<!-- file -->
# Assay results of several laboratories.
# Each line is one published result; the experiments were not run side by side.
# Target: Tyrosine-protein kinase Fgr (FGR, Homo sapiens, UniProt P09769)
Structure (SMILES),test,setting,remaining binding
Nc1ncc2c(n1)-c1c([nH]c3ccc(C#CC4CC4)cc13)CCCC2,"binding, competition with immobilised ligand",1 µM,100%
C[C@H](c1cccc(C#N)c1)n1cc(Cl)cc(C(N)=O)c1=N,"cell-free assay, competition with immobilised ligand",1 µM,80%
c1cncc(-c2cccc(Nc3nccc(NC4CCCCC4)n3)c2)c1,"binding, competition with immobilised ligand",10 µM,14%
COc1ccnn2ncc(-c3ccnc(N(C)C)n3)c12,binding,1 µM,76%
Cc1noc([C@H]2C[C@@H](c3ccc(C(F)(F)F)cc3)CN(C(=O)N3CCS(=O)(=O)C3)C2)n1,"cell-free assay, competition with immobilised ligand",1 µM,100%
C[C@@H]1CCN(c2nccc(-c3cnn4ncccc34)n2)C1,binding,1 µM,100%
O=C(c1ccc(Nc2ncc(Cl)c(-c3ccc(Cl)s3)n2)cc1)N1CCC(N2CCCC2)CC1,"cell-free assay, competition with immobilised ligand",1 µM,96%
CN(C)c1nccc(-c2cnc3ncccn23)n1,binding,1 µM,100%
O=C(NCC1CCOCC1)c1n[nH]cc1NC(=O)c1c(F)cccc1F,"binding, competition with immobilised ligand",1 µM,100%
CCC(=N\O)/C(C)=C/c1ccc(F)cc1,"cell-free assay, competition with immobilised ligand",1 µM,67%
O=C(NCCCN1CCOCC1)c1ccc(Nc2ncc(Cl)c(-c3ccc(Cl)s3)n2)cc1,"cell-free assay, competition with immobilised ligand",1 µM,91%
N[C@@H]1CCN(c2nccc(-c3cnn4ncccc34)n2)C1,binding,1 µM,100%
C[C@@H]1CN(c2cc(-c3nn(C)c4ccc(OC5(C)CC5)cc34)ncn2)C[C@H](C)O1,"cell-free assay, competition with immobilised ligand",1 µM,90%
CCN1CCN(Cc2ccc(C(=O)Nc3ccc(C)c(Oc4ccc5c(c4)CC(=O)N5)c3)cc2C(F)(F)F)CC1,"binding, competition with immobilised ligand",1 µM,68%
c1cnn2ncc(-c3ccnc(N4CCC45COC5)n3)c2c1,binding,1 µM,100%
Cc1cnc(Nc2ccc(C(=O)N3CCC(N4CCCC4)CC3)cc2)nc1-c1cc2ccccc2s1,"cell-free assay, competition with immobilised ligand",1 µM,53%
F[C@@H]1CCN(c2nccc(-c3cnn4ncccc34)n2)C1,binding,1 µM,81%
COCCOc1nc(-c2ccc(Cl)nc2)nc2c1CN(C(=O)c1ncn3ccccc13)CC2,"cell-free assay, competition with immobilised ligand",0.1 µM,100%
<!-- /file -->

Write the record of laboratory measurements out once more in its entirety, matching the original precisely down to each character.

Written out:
# Assay results of several laboratories.
# Each line is one published result; the experiments were not run side by side.
# Target: Tyrosine-protein kinase Fgr (FGR, Homo sapiens, UniProt P09769)
Structure (SMILES),test,setting,remaining binding
Nc1ncc2c(n1)-c1c([nH]c3ccc(C#CC4CC4)cc13)CCCC2,"binding, competition with immobilised ligand",1 µM,100%
C[C@H](c1cccc(C#N)c1)n1cc(Cl)cc(C(N)=O)c1=N,"cell-free assay, competition with immobilised ligand",1 µM,80%
c1cncc(-c2cccc(Nc3nccc(NC4CCCCC4)n3)c2)c1,"binding, competition with immobilised ligand",10 µM,14%
COc1ccnn2ncc(-c3ccnc(N(C)C)n3)c12,binding,1 µM,76%
Cc1noc([C@H]2C[C@@H](c3ccc(C(F)(F)F)cc3)CN(C(=O)N3CCS(=O)(=O)C3)C2)n1,"cell-free assay, competition with immobilised ligand",1 µM,100%
C[C@@H]1CCN(c2nccc(-c3cnn4ncccc34)n2)C1,binding,1 µM,100%
O=C(c1ccc(Nc2ncc(Cl)c(-c3ccc(Cl)s3)n2)cc1)N1CCC(N2CCCC2)CC1,"cell-free assay, competition with immobilised ligand",1 µM,96%
CN(C)c1nccc(-c2cnc3ncccn23)n1,binding,1 µM,100%
O=C(NCC1CCOCC1)c1n[nH]cc1NC(=O)c1c(F)cccc1F,"binding, competition with immobilised ligand",1 µM,100%
CCC(=N\O)/C(C)=C/c1ccc(F)cc1,"cell-free assay, competition with immobilised ligand",1 µM,67%
O=C(NCCCN1CCOCC1)c1ccc(Nc2ncc(Cl)c(-c3ccc(Cl)s3)n2)cc1,"cell-free assay, competition with immobilised ligand",1 µM,91%
N[C@@H]1CCN(c2nccc(-c3cnn4ncccc34)n2)C1,binding,1 µM,100%
C[C@@H]1CN(c2cc(-c3nn(C)c4ccc(OC5(C)CC5)cc34)ncn2)C[C@H](C)O1,"cell-free assay, competition with immobilised ligand",1 µM,90%
CCN1CCN(Cc2ccc(C(=O)Nc3ccc(C)c(Oc4ccc5c(c4)CC(=O)N5)c3)cc2C(F)(F)F)CC1,"binding, competition with immobilised ligand",1 µM,68%
c1cnn2ncc(-c3ccnc(N4CCC45COC5)n3)c2c1,binding,1 µM,100%
Cc1cnc(Nc2ccc(C(=O)N3CCC(N4CCCC4)CC3)cc2)nc1-c1cc2ccccc2s1,"cell-free assay, competition with immobilised ligand",1 µM,53%
F[C@@H]1CCN(c2nccc(-c3cnn4ncccc34)n2)C1,binding,1 µM,81%
COCCOc1nc(-c2ccc(Cl)nc2)nc2c1CN(C(=O)c1ncn3ccccc13)CC2,"cell-free assay, competition with immobilised ligand",0.1 µM,100%